When Raipur’s Science College grounds were converted completely to canvas pavilions for the third edition of the National Tribal Dance Festival earlier this month, about 50,000 thronged the entrance from 7 pm onwards. The entire city, it seemed, was finally off from work, enticed by the colourful 10-feet-high banners scattered around the city (featuring Chief Minister Bhupesh Baghel next to dancers from the Maria tribe with Bison-horned headgear), and ready to indulge in an evening of dance, music, and food.
On November 1, the first evening when the music boomed from the speakers at the entrance, it was suddenly interrupted by Baghel’s Chhattisgarhi speech, upsetting the crowd present. “This year’s festival is beginning on our state’s foundation day,” a government official said, as we entered the grounds on a mass of red carpets. The street leading up to the main venue was lit up with blue and yellow fairy lights on both sides, interspersed with more banners and advertisements of the festival. Finally, we entered through a twinkling arch and saw a smattering of tents issuing and swallowing huge crowds. The biggest marquee held more than 1500 tribal artistes, who’d arrived from around India and the world — including Mozambique, Mongolia, Tongo, Russia, Indonesia, Maldives, Serbia, New Zealand, and Egypt.
At a time when folk farms have lost much of the patronage and public interest, the artistes came looking for appreciation of their folk dances. “Tribes always wish that all humanity should have equal rights in nature, and everyone should do their part in protecting nature. Preserving primitive cultures is the goal of the National Tribal Dance Festival,” said Baghel from the stage that was streaming with anchors, dancers, and officials including Governor Anusuiya Uikey, Home Minister Tamradhwaj Sahu, and Culture Minister Amarjeet Bhagat. He added that modern notions about development have harmed tribal rights and impacted nature.
“Here, we have brought performances that are fusion dances and dances that we do in our village after harvest,” said Sunil Kaushik, a performer from Haryana. Most people in his troupe are college-going or young professionals, and balance practice sessions with their studies or work.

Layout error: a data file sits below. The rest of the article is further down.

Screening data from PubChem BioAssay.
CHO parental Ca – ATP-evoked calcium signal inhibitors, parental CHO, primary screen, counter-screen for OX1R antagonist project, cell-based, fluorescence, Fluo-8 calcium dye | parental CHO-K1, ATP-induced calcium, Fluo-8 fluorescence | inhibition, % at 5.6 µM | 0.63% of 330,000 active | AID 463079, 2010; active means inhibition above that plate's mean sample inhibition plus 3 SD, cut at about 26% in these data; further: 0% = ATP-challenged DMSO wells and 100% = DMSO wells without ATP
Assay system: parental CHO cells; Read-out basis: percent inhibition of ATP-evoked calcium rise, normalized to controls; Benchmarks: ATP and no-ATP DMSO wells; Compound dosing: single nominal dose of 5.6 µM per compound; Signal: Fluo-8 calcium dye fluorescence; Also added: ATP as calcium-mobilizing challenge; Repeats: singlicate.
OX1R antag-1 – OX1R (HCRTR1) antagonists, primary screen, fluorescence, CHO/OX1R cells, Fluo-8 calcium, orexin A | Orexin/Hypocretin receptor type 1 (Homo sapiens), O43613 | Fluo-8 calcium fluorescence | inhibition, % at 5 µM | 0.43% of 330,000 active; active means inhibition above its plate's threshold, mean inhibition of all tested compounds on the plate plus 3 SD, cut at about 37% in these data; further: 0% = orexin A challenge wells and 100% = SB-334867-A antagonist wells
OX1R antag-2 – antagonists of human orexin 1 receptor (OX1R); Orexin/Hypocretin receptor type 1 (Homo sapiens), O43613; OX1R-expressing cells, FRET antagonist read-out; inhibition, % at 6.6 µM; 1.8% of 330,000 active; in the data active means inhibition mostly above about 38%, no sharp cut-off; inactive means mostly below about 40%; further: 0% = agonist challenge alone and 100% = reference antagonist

Reshmaradi Das, from Odisha, explained the significance of one of the dances her troupe was performing – Gurkha. It is a celebration dance that is carried on all through the year once crops are harvested until the next season. “Children, adults, pets, loud utensils, everything and everyone, three-four generations at a time, participate in this and everyone lives nomadically for six months,” said Das. She is from the Saburam adivasi community and is a part-time dance teacher, like most of her team. She laments how her community’s folk dance lost interest with the public in recent years and was often “corrupted, commercialised and sexualised”, but it is now returning to its raw form in the state.
Bunty Rana, though, from Uttar Pradesh, has a different view of modernised versions of traditional dance: “We can change things a bit to make these dances more appealing to youngsters because otherwise, the form itself will die out. You can’t do anything [like keeping it traditional or reinventing it] if it dies.” He notes that in his village, it was difficult to convince parents to let their children out to go for such events because it often involves interstate travelling, but with more recognition, acceptability has improved.
As for the international troupes, the Russian group hailed from St Petersburg and performed a dance celebrating Russian history and culture, and also involved many sharp tools tossed over the dancers’ heads. A team from Togo performed a “cocktail of traditional and modern dances”, whereas the one from Mongolia celebrated nature in its performances. The troupe from Mozambique was encouraged to exclaim “Chhattisgarh is the best!” in Chhattisgarhi by natives, and told us that they pleasantly found India similar to their home country because of our “love for brotherhood, religion, and of course, shopping.”